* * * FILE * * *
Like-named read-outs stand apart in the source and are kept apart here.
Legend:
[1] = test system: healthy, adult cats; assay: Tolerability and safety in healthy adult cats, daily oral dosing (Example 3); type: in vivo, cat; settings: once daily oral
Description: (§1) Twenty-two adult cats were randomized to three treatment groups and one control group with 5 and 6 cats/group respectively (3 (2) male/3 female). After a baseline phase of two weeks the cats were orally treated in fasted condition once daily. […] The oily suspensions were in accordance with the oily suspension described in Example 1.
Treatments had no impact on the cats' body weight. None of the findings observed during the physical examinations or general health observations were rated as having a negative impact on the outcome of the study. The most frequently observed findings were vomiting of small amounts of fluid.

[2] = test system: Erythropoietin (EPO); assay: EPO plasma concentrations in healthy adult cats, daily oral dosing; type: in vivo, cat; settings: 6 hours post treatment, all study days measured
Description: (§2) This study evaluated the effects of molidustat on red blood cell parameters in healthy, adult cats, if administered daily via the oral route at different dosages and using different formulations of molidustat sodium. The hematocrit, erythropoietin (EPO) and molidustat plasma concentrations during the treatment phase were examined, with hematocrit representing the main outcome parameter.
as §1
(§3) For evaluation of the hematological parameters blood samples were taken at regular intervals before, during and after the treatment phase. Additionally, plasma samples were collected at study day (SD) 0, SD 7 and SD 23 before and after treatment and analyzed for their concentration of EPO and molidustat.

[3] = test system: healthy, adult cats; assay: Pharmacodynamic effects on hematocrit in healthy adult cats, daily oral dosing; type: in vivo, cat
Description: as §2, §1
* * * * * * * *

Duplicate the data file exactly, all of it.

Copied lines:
Like-named read-outs stand apart in the source and are kept apart here.
Legend:
[1] = test system: healthy, adult cats; assay: Tolerability and safety in healthy adult cats, daily oral dosing (Example 3); type: in vivo, cat; settings: once daily oral
Description: (§1) Twenty-two adult cats were randomized to three treatment groups and one control group with 5 and 6 cats/group respectively (3 (2) male/3 female). After a baseline phase of two weeks the cats were orally treated in fasted condition once daily. […] The oily suspensions were in accordance with the oily suspension described in Example 1.
Treatments had no impact on the cats' body weight. None of the findings observed during the physical examinations or general health observations were rated as having a negative impact on the outcome of the study. The most frequently observed findings were vomiting of small amounts of fluid.

[2] = test system: Erythropoietin (EPO); assay: EPO plasma concentrations in healthy adult cats, daily oral dosing; type: in vivo, cat; settings: 6 hours post treatment, all study days measured
Description: (§2) This study evaluated the effects of molidustat on red blood cell parameters in healthy, adult cats, if administered daily via the oral route at different dosages and using different formulations of molidustat sodium. The hematocrit, erythropoietin (EPO) and molidustat plasma concentrations during the treatment phase were examined, with hematocrit representing the main outcome parameter.
as §1
(§3) For evaluation of the hematological parameters blood samples were taken at regular intervals before, during and after the treatment phase. Additionally, plasma samples were collected at study day (SD) 0, SD 7 and SD 23 before and after treatment and analyzed for their concentration of EPO and molidustat.

[3] = test system: healthy, adult cats; assay: Pharmacodynamic effects on hematocrit in healthy adult cats, daily oral dosing; type: in vivo, cat
Description: as §2, §1